IGN has a preview of Detective #153, showing six pages (and two covers) of the finale of the Neil Gaiman two-parter that recaps the adventures of the Caped Crusader. The first page has some narration making it clear that we are reading a mystery (in case the reader doesn't have their thinking cap on yet). While the first issue took a leisurely approach in giving us two long stories recounting Batman's death (two incompatible stories of two different deaths), the pattern is greatly accelerated in the preview, with fully eleven speakers having their turn in the preview alone. Many of these stories are not presented... we just see the speaker walking to or from the front of the room. In other cases, we hear their story, or part of their story.
Key points to take away:
1) Of course, all of the stories are incompatible with one another. Each speaker describes a different death scene, one that placed the speaker alone close to Batman when the event took place.
2) Of course, none of these deaths previously took place. Nor did stories very much like the ones related. I have read every Bat-Girl story featuring the Betty Kane Bat-Girl, and she was never alone with Batman facing the threat of a bomb. Likewise, the Cat-Woman story in the first part of the story depicted a first meeting between Batman and Selina Kyle that did not match the actual first meeting, but which blended details of their first three encounters.
3) This wake cannot be happening, something we already knew. It's not just that the stories are self-aggrandizing lies. Look at Batman in the coffin: He changes appearance radically as different speakers stand before him. His costume flips between different costumes he wore over the years -- his "ears" and chest symbol appear different in all three panels on the first page. As another example of the impossibility, note that there are two different Jokers plus the Red Hood in the audience.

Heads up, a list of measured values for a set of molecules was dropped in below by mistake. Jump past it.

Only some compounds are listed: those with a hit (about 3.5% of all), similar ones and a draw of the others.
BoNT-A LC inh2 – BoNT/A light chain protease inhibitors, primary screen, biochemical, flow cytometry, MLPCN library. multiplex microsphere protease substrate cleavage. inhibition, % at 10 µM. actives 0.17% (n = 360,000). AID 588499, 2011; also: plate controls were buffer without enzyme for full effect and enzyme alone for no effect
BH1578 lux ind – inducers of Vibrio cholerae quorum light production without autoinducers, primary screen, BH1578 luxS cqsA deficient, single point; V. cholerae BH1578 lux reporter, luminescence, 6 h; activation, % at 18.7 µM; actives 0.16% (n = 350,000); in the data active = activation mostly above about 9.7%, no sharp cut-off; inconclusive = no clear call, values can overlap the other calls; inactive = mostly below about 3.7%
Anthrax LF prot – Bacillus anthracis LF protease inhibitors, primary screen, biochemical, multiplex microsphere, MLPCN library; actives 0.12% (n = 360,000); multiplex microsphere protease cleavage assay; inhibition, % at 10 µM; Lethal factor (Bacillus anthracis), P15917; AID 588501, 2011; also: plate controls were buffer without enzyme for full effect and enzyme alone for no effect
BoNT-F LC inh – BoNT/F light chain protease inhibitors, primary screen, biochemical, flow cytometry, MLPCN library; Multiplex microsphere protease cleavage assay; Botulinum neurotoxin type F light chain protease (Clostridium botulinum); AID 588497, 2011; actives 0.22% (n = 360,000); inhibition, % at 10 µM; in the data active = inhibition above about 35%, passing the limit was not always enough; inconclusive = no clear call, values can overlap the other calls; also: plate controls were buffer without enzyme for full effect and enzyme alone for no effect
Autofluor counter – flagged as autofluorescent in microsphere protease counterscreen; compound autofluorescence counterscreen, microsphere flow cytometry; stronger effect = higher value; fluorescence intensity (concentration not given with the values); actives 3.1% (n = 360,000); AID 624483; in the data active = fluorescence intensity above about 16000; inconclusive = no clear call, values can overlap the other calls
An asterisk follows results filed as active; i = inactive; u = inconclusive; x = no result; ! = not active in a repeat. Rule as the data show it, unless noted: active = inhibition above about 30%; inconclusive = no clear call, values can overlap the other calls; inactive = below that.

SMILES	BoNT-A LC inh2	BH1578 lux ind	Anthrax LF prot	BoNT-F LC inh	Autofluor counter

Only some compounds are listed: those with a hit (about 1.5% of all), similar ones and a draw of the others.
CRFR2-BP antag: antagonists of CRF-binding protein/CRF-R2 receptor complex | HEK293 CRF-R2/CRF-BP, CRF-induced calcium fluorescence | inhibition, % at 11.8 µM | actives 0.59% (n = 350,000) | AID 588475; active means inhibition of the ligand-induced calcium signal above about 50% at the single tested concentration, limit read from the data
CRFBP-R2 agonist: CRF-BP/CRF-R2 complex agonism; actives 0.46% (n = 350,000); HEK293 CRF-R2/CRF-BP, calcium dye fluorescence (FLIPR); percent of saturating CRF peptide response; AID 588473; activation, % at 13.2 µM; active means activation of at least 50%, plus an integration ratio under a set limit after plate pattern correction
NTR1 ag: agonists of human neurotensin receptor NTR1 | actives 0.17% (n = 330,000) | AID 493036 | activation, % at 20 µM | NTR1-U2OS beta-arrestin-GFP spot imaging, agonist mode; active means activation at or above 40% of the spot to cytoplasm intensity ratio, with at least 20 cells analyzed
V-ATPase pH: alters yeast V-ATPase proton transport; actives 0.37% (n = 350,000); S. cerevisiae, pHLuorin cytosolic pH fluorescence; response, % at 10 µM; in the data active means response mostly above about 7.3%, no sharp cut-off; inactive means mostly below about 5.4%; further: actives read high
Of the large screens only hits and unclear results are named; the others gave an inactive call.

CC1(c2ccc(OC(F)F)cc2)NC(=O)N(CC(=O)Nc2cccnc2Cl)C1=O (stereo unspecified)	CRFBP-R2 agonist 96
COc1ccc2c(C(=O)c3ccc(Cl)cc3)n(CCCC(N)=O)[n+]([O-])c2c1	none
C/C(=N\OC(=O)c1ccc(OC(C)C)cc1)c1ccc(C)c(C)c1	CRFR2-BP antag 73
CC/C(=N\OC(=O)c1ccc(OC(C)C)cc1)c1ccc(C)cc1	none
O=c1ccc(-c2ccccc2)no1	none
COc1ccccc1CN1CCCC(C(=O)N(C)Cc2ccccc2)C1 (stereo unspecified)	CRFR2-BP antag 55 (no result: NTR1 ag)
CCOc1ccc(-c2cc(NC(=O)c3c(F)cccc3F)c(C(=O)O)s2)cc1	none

4) All of the speakers agree on one thing: Batman never gives up, struggles heroically, and continues. Thematically, this story is letting the Batman legend have it both ways -- he is hero enough to be willing to die, but legend enough that he never will.
5) Is this story in continuity? Well, the wake cannot be happening. In some way, Batman is having a vision of the wake, and we have no window to the reality in which the man is lying around having this vision. But it is almost certainly not in continuity: It shows so many eras from his past that "our" Batman should not even be aware of. For example, he has no history of having been Batman before Pearl Harbor, as Part One mentioned.
Structurally, the story has so many precursors: The Canterbury Tales, Whatever Happened to the Man of Tomorrow, Where Were You on the Night Batman Was Killed? (Batman #291-294), and others. The last one was a Seventies story in which we also got several incompatible stories, one from each villain, about how Batman died. The stories were incompatible with one another, and ultimately none of them were true.
The art is lovely, and the lines flow right off the page. I love this story. I don't see anything in the preview that changes my guess, however, as to who the mystery woman is and what is happening. My guess is right here.